Composition of an Urban Search and Rescue Task Force

When the two Urban Search and Rescue Task forces from Los Angeles County Fire Department and Fairfax County, Virginia were dispatched to aid the victims of the Haiti earthquake, I did not know much about how they were organized. But after some research, mostly at the FEMA web site, I found out more about them.

Currently, there are 28 task forces across the country. They are sponsored by FEMA and are staffed and equipped to respond to any type of emergency incident where search and rescue is required. Each task force is equipped with the necessary tools and equipment and is supposed to be able to begin traveling within 6 hours.

The locations of the 25 Urban Search & Rescue Task Forces that existed in 1996.
The locations of the 25 Urban Search & Rescue Task Forces that existed in 1996.

FEMA’s standard operating procedure calls for them to send the three closest task forces, and more if necessary. As far we we can tell, they did not follow this procedure for the Haiti earthquake, sending only two task forces, as of January 14 anyway, that were not the closest.

(UPDATE @ 7:38 p.m. Jan. 14; we found out that the Miami Urban Search and Rescue Task Force, South Florida Task Force 2, departed just after noon today, headed toward Haiti.)

Each task force has two 31-person teams, four canines, and a comprehensive equipment cache. The idea is that the 31-person teams would rotate, each working for about 12 hours a day. They are supposed to be self-sufficient for up to 72 hours, and should be able to stay on the incident for 10 days.

FEMA claims that the Task forces operate within the Incident Command System, but they also say that the personnel on the teams work in one of six areas:

1. Management

Composition:          Task Force Leader, Safety Officer, Planning, Search Manager, Rescue Manager, Logistics, Medical Manager

Functions:                 Provides overall management and coordination of task force operations.

2. Search

Composition:            Canine Specialists, Search Canines, Technical Search Specialists

Functions:                  Utilizes canines and technical/electronic search to locate trapped victims.

3. Rescue

Composition:            Rescue Specialists organized into four squads with leader and five specialists, and includes Heavy Rigging Specialists.

Functions:                 Performs extrication of trapped victims. Skilled in cutting, shoring, lifting, and breaching steel and reinforced concrete.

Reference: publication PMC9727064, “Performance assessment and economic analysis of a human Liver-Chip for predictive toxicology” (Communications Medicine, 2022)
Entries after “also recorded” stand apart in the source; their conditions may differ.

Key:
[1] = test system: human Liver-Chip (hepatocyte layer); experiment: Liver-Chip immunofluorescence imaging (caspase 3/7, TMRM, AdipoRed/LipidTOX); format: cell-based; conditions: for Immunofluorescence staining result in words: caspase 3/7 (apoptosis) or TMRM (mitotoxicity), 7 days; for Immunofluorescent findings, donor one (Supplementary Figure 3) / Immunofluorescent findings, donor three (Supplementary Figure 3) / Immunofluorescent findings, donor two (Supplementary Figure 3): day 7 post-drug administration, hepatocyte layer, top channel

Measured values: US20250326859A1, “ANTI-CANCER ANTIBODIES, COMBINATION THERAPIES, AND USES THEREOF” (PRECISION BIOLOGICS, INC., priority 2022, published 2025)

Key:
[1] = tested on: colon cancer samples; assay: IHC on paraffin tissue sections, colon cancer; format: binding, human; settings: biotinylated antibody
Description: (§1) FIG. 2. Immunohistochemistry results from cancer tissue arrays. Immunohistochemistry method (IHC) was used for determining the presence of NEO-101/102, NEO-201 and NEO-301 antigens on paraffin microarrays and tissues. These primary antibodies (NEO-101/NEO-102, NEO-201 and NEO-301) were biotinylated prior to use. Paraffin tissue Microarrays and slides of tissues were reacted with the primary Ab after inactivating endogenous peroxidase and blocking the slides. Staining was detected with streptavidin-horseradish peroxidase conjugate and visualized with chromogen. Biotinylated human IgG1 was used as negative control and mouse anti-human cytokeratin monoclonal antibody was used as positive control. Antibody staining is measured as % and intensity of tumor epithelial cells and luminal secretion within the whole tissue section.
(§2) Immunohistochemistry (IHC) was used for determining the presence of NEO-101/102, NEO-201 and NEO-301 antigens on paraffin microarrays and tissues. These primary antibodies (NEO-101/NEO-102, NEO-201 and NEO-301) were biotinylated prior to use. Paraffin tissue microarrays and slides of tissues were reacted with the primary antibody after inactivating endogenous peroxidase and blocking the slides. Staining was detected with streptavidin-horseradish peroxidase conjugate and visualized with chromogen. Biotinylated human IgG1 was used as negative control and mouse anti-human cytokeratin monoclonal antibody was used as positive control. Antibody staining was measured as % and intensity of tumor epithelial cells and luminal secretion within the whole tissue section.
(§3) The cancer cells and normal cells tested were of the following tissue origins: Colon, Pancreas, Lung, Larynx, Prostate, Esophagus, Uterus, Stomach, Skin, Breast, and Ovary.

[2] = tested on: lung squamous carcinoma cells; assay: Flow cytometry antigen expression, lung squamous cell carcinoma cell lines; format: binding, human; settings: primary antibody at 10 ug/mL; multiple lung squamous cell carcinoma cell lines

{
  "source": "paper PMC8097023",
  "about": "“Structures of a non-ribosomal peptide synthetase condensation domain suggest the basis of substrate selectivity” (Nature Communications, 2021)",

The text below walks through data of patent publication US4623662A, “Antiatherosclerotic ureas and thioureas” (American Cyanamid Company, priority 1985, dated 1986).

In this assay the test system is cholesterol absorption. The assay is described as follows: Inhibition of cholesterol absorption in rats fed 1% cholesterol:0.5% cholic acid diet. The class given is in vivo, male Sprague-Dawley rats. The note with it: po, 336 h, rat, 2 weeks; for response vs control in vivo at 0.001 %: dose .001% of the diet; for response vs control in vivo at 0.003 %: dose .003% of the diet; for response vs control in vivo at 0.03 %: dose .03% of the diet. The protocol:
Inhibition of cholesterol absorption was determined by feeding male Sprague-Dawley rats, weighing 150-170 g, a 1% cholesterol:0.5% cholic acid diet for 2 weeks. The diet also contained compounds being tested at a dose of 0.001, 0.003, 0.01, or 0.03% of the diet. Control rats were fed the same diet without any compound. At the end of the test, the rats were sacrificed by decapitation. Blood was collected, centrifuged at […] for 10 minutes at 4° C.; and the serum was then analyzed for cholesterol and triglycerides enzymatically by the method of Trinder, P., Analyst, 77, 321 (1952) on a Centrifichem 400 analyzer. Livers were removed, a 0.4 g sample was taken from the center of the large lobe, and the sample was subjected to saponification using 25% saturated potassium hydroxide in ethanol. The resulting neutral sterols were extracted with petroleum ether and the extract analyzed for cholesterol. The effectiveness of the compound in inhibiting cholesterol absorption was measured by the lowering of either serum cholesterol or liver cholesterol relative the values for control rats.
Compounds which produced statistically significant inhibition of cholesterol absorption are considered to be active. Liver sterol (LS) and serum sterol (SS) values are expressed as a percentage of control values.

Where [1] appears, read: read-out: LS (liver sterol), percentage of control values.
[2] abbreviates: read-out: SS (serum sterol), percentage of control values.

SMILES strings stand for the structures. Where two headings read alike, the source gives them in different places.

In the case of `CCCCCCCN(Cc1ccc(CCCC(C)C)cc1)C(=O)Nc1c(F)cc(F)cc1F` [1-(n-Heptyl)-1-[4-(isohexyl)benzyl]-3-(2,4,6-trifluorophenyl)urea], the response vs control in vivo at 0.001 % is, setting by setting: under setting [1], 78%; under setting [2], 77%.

4. Medical

Composition:            Physicians and Medical Specialists at the paramedic or equivalent level.

Functions:                 Provides pre-hospital and emergency care for task force members and crush syndrome/confined space medicine for rescued victims.

5. Planning

Composition:            Structural Engineers, Hazardous Materials Specialists, Technical Information Specialists.

Functions:                 Provides support to the overall search and rescue mission to include: planning, hazards evaluation, structural integrity assessments, and technical documentation.

6. Logistics

Composition:            Logisticians, Communications Specialists, and Support Specialists.

Functions:                 Provides support to the overall search and rescue mission to include: logistical, communications, mobilization and demobilization, and transportation.

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Author: Bill Gabbert

After working full time in wildland fire for 33 years, he continues to learn, and strives to be a Student of Fire.

3 thoughts on “Composition of an Urban Search and Rescue Task Force”

  1. In regard to passports and shots.
    As a member of CA Task Force 3 we were told to hurry up and get the required shots and make sure we had a current passport in case we went out the door for the Haiti deployment.
    I am sure that the feds are looking at changing the structure of out of country deployments for the 26 teams that are not cleared for international deployment.

  2. I’m not very familiar with the actual procedure, but for out of Country disaster assistance, there are only a few of the 28 USAR Task Forces that are utilized.
    Under the USAID’s OFDA (Office of Foreign Disaster Assistance) I recall that Fairfax County VATF1, Miami FLTF1 and one of the California Task Forces are certified as OFDA deployable. If you check out they have a little more background on the history and evolution of the OFDA USAR Teams.

    1. I read somewhere that only two FEMA Urban Search and Rescue Task Forces were certified to operate outside the country. But since at least 10 Task Forces are responding to Haiti, it appears that the State Department and FEMA have relaxed their standards in order to get more rescuers on the ground. I wonder if everyone on all 10 task forces has passports and the required shots? There is may be no one at Haiti that is available to check passports, and considering the dire situation there, it’s more important to let the task forces into the country, than to worry about paperwork.



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